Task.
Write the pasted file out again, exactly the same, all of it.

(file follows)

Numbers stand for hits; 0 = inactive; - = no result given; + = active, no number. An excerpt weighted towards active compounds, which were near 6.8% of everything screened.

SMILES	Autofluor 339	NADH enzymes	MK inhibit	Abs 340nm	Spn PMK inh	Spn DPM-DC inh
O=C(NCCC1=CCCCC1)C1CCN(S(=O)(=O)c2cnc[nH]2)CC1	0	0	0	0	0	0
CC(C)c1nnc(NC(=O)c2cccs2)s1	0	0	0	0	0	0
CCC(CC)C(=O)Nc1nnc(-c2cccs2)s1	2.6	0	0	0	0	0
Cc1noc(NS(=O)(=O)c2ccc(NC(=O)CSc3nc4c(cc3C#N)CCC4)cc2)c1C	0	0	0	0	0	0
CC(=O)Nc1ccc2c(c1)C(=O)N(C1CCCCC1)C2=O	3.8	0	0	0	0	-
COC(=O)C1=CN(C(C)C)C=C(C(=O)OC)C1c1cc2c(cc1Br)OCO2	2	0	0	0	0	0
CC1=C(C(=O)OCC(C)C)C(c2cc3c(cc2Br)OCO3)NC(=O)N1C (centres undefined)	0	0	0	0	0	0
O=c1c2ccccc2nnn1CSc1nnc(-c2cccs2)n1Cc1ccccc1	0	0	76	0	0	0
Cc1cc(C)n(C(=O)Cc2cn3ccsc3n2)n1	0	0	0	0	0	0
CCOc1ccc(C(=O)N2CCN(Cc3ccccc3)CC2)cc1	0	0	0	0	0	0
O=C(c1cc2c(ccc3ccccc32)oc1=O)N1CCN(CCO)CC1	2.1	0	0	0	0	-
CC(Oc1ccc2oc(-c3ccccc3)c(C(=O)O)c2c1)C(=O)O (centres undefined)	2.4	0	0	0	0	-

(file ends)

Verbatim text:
Numbers stand for hits; 0 = inactive; - = no result given; + = active, no number. An excerpt weighted towards active compounds, which were near 6.8% of everything screened.

SMILES	Autofluor 339	NADH enzymes	MK inhibit	Abs 340nm	Spn PMK inh	Spn DPM-DC inh
O=C(NCCC1=CCCCC1)C1CCN(S(=O)(=O)c2cnc[nH]2)CC1	0	0	0	0	0	0
CC(C)c1nnc(NC(=O)c2cccs2)s1	0	0	0	0	0	0
CCC(CC)C(=O)Nc1nnc(-c2cccs2)s1	2.6	0	0	0	0	0
Cc1noc(NS(=O)(=O)c2ccc(NC(=O)CSc3nc4c(cc3C#N)CCC4)cc2)c1C	0	0	0	0	0	0
CC(=O)Nc1ccc2c(c1)C(=O)N(C1CCCCC1)C2=O	3.8	0	0	0	0	-
COC(=O)C1=CN(C(C)C)C=C(C(=O)OC)C1c1cc2c(cc1Br)OCO2	2	0	0	0	0	0
CC1=C(C(=O)OCC(C)C)C(c2cc3c(cc2Br)OCO3)NC(=O)N1C (centres undefined)	0	0	0	0	0	0
O=c1c2ccccc2nnn1CSc1nnc(-c2cccs2)n1Cc1ccccc1	0	0	76	0	0	0
Cc1cc(C)n(C(=O)Cc2cn3ccsc3n2)n1	0	0	0	0	0	0
CCOc1ccc(C(=O)N2CCN(Cc3ccccc3)CC2)cc1	0	0	0	0	0	0
O=C(c1cc2c(ccc3ccccc32)oc1=O)N1CCN(CCO)CC1	2.1	0	0	0	0	-
CC(Oc1ccc2oc(-c3ccccc3)c(C(=O)O)c2c1)C(=O)O (centres undefined)	2.4	0	0	0	0	-